Infectious diseases

Government to tackle antibiotic apocalypse

Wednesday, 3 Jun 2015

The Australian Government has launched a new national strategy aimed at reducing the threat of antibiotic resistance.

The National Antimicrobial Resistance Strategy 2015-2019 comes on the back of the new statistics showing Australia’s consumption of antibiotics is among the highest in the developed world.

Announcing the initiative Health  Minister Sussan Ley said: “The new national approach focuses on measures that will prevent disease-causing bacteria from developing resistance to antibiotics as well as driving down the inappropriate use of antibiotics”.

The announcement has been received warmly by many experts, including infectious disease physician and microbiologist Professor Peter Collignon at the Australian National University Medical School who says the strategy will put in place much better ways to measure both the usage of antibiotics and the levels of resistant bacteria. 

“Antibiotic resistance is a growing problem not only in Australia but internationally.  It is a problem both in hospitals and in the community. It needs to be tackled on multiple fronts, including in foods we grow locally and import. In hospitals it means improved infection control and better limits on what antibiotics are currently used.”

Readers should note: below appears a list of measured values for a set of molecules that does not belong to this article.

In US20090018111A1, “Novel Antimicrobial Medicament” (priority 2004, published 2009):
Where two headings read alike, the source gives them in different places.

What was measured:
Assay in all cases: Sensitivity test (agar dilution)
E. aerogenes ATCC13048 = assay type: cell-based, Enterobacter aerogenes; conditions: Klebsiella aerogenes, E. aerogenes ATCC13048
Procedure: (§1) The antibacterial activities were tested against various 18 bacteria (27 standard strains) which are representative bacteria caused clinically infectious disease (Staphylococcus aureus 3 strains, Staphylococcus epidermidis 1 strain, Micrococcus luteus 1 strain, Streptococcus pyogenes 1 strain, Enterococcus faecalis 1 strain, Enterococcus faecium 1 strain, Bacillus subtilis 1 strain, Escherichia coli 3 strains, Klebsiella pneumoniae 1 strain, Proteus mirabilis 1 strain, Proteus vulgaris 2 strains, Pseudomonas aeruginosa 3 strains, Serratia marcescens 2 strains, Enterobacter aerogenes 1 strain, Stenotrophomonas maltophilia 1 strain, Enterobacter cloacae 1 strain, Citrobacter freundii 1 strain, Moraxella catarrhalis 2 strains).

Having good data on antibiotic usage and the resistance patterns of pathogens, for both people and food animals is an important step to be able to better manage this problem, he says.

“This strategy will help to implement better approaches that allow us to successfully restrict what and how antibiotics are used in these different environments.”

To read the full strategy click here.

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